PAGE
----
You might see what seems duplicate photos in this series, maybe they are — but I wanted each and every signature to be seen. Why? Paul Todd saved these signatures from being painted over as he felt this was an important part of the Lodge history– local history.

Did you know we have signatures on the walls of the Carleton Place Town Hall? Then there are the signatures from those that worked at the Carleton Place Canadian building on Bridge Street. I have written about names etched in the pews at St. James Anglican Church. Etched signatures in bricks of the Leslie girls in the back of the the Leslie/ Comba building on Bridge Street. History is everywhere if you look closely.

The importance of preserving history makes up a big part of what we have today at present and what will still happen in the future. This is the reason why I document history, why Jennifer Fenwick Irwin from the Carleton Place and Beckwith Museum does what she does. – so that children, at a young age or any age, could be aware of what has transpired ages ago and how it affected our society, culture, people, and life today.

Since I was 14, no matter where I lived, local history was number one for me. It’s all about the future remembering the past. Imagine future generations with no recollection of where they came from.  Thank you to all of you that donate photos and memories. None of us can do this without you. What great work for us all  to preserve now what may be impossible to find in just a few years.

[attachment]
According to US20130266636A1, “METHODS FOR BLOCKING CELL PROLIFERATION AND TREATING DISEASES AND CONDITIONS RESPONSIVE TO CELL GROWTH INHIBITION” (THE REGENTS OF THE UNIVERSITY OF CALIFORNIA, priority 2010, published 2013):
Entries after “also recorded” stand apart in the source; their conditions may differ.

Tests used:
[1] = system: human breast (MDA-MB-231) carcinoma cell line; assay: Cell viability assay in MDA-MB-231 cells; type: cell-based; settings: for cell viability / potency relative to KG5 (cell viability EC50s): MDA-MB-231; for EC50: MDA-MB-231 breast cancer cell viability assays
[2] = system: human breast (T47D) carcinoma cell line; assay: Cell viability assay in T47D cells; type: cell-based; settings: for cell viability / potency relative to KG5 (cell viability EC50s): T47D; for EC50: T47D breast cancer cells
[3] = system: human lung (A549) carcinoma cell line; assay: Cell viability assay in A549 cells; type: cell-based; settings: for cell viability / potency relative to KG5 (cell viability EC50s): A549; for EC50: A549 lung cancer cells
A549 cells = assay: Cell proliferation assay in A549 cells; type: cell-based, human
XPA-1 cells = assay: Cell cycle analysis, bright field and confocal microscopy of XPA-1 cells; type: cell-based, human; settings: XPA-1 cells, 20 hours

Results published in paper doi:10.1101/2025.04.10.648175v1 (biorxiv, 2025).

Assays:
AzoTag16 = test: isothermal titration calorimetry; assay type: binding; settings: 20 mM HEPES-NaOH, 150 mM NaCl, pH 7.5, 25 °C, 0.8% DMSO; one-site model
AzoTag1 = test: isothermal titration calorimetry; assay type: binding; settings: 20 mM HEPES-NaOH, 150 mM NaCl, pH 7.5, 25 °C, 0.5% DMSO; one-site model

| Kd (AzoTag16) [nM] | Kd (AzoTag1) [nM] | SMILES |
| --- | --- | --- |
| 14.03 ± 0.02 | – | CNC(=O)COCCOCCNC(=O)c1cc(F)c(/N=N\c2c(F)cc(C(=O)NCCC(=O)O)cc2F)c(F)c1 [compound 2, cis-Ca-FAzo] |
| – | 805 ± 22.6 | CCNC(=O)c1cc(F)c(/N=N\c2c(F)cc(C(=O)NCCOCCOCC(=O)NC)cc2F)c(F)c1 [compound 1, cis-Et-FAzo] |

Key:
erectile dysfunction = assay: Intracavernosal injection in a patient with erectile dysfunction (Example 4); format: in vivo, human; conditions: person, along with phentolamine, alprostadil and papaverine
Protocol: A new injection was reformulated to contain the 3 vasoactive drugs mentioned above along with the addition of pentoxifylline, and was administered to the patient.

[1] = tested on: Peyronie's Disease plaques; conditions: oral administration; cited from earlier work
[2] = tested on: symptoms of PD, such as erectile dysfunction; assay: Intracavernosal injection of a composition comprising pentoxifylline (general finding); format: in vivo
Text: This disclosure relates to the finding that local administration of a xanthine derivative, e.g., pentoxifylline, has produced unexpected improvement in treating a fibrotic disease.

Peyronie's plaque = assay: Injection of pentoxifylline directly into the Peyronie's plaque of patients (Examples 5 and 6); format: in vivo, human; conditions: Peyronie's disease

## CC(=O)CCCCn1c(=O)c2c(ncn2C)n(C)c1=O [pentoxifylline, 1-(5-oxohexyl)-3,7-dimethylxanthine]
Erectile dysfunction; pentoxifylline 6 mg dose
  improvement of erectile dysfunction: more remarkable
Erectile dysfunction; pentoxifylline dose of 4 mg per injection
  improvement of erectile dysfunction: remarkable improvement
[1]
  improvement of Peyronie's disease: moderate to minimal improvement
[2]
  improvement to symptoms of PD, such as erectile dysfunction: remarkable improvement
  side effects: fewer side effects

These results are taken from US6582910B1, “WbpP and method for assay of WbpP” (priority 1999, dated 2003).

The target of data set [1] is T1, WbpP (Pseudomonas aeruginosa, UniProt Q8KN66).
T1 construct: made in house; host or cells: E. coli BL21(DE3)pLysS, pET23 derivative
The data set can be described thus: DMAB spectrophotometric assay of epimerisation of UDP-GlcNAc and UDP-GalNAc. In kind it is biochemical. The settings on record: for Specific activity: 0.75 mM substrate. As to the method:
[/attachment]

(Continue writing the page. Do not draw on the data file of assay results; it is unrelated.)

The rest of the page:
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Author’s Notes –Linda Knight Seccaspina, is the granddaughter of Frederick J Knight (middle gentleman) and daughter of Arthur J Knight of the Cowansville, Quebec Masonic Lodge. She has been fascinated with the Masonic Lodge for as long as she can remember. Her Grandfather and Father always said “it was a secret”— and she had to take it at that. Not that she likes it.


Signature Readings

The Lanark County Quilt and its Families

Do You Know What I Found?

Before and After at The Carleton Place Canadian

The CPHS Autograph Book –Christena Rygiel